Studies on the detection, expression, glycosylation, dimerization, and ligand binding properties of mouse Siglec-E

Shoib Siddiqui, Flavio Schwarz, Stevan Springer, Zahra Khedri, Hai Yu, Lingquan Deng, Andrea Verhagen, Yuko Naito-Matsui, Weiping Jiang, Daniel Kim, Jie Zhou, Beibei Ding, Xi Chen, Nissi Varki, Ajit Varki

Research output: Contribution to journalArticlepeer-review

25 Citations (Scopus)


CD33-related Siglecs are a family of proteins widely expressed on innate immune cells. Binding of sialylated glycans or other ligands triggers signals that inhibit or activate inflammation. Immunomodulation by Siglecs has been extensively studied, but relationships between structure and functions are poorly explored. Here we present new data relating to the structure and function of Siglec-E, the major CD33-related Siglec expressed on mouse neutrophils, monocytes, macrophages, and dendritic cells. We generated nine new rat monoclonal antibodies specific to mouse Siglec-E, with no cross-reactivity to Siglec-F. Although all antibodies detected Siglec-E on transfected human HEK-293T cells, only two reacted with mouse bone marrow neutrophils by flow cytometry and on spleen sections by immunohistochemistry. Moreover, whereas all antibodies recognized Siglec-E-Fc on immunoblots, binding was dependent on intact disulfide bonds and N-glycans, and only two antibodies recognized native Siglec-E within spleen lysates. Thus, we further investigated the impact of Siglec-E homodimerization. Homology-based structural modeling predicted a cysteine residue (Cys-298) in position to form a disulfide bridge between two Siglec-E polypeptides. Mutagenesis of Cys-298 confirmed its role in dimerization. In keeping with the high level of 9-O-acetylation found in mice, sialoglycan array studies indicate that this modification has complex effects on recognition by Siglec-E, in relationship to the underlying structures. However, we found no differences in phosphorylation or SHP-1 recruitment between dimeric and monomeric Siglec-E expressed on HEK293A cells. Phylogenomic analyses predicted that only some human and mouse Siglecs form disulfide-linked dimers. Notably, Siglec-9, the functionally equivalent human paralog of Siglec-E, occurs as a monomer.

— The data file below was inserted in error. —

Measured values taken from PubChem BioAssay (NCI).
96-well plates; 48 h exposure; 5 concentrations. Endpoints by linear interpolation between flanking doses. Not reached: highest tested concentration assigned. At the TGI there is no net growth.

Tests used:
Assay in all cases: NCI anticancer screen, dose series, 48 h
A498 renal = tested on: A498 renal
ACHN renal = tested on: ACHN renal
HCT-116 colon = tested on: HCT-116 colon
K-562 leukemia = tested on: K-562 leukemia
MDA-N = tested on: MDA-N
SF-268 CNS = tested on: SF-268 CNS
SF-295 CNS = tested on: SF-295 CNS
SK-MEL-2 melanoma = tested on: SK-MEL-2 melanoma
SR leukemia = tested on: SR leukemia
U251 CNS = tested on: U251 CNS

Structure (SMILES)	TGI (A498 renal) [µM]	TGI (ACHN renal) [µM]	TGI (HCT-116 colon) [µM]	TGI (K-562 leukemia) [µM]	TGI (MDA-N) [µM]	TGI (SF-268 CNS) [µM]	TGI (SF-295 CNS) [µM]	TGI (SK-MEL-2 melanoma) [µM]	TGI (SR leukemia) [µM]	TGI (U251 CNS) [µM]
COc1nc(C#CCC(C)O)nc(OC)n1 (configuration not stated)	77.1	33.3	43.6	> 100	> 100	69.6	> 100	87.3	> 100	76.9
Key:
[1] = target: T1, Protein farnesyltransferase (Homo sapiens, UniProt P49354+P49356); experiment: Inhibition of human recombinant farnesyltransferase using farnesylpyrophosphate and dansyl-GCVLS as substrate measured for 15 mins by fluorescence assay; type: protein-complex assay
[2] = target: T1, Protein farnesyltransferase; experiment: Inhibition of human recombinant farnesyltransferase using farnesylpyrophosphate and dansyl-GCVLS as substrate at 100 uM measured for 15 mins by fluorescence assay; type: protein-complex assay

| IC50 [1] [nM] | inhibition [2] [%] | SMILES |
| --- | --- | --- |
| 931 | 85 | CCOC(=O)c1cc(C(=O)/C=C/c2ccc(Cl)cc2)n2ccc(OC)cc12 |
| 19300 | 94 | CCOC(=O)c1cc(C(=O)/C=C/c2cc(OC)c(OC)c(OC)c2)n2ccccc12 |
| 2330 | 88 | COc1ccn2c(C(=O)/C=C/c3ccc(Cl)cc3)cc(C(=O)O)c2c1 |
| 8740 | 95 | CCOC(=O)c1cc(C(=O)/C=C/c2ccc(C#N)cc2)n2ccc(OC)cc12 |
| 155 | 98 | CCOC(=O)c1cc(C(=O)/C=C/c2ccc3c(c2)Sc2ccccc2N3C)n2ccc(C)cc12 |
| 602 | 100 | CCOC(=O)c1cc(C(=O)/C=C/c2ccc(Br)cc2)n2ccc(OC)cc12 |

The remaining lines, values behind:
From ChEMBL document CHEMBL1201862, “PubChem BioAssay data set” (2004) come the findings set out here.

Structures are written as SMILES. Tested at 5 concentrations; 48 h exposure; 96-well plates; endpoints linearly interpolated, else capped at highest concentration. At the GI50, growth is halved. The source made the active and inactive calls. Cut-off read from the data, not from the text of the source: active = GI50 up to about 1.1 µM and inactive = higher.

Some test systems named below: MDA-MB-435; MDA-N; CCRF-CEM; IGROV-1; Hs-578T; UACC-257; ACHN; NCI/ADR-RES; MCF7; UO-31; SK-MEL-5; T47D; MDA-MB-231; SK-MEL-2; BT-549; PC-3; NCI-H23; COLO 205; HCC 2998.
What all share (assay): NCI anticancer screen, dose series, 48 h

Original languageEnglish
Pages (from-to)1029-1037
Number of pages9
JournalJournal of Biological Chemistry
Issue number3
Publication statusPublished - 20-01-2017

All Science Journal Classification (ASJC) codes

  • Biochemistry
  • Molecular Biology
  • Cell Biology


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